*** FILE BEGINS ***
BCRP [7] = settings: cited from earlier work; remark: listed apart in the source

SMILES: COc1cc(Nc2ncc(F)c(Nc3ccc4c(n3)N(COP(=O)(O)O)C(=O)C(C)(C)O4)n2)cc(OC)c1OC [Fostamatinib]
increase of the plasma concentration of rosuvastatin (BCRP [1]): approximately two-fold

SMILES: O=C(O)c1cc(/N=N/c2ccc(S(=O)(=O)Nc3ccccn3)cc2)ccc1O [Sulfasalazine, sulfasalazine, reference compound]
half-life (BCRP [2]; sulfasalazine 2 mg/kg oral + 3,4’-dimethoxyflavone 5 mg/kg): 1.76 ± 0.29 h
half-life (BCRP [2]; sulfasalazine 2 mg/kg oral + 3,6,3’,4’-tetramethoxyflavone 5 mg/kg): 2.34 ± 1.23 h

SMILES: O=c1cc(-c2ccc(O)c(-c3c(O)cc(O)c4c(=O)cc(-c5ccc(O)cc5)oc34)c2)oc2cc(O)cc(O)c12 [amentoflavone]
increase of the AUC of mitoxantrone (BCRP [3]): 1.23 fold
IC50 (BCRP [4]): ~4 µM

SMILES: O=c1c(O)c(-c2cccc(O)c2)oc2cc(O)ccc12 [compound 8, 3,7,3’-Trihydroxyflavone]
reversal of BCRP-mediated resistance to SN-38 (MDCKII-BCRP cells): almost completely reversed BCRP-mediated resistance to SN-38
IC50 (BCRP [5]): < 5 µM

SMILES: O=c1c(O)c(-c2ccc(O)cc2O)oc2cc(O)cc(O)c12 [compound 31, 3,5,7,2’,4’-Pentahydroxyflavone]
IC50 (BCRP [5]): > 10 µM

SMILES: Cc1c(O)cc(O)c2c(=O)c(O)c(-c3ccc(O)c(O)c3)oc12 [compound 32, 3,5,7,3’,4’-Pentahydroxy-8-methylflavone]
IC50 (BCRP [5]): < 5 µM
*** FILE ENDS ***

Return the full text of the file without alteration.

BCRP [7] = settings: cited from earlier work; remark: listed apart in the source

SMILES: COc1cc(Nc2ncc(F)c(Nc3ccc4c(n3)N(COP(=O)(O)O)C(=O)C(C)(C)O4)n2)cc(OC)c1OC [Fostamatinib]
increase of the plasma concentration of rosuvastatin (BCRP [1]): approximately two-fold

SMILES: O=C(O)c1cc(/N=N/c2ccc(S(=O)(=O)Nc3ccccn3)cc2)ccc1O [Sulfasalazine, sulfasalazine, reference compound]
half-life (BCRP [2]; sulfasalazine 2 mg/kg oral + 3,4’-dimethoxyflavone 5 mg/kg): 1.76 ± 0.29 h
half-life (BCRP [2]; sulfasalazine 2 mg/kg oral + 3,6,3’,4’-tetramethoxyflavone 5 mg/kg): 2.34 ± 1.23 h

SMILES: O=c1cc(-c2ccc(O)c(-c3c(O)cc(O)c4c(=O)cc(-c5ccc(O)cc5)oc34)c2)oc2cc(O)cc(O)c12 [amentoflavone]
increase of the AUC of mitoxantrone (BCRP [3]): 1.23 fold
IC50 (BCRP [4]): ~4 µM

SMILES: O=c1c(O)c(-c2cccc(O)c2)oc2cc(O)ccc12 [compound 8, 3,7,3’-Trihydroxyflavone]
reversal of BCRP-mediated resistance to SN-38 (MDCKII-BCRP cells): almost completely reversed BCRP-mediated resistance to SN-38
IC50 (BCRP [5]): < 5 µM

SMILES: O=c1c(O)c(-c2ccc(O)cc2O)oc2cc(O)cc(O)c12 [compound 31, 3,5,7,2’,4’-Pentahydroxyflavone]
IC50 (BCRP [5]): > 10 µM

SMILES: Cc1c(O)cc(O)c2c(=O)c(O)c(-c3ccc(O)c(O)c3)oc12 [compound 32, 3,5,7,3’,4’-Pentahydroxy-8-methylflavone]
IC50 (BCRP [5]): < 5 µM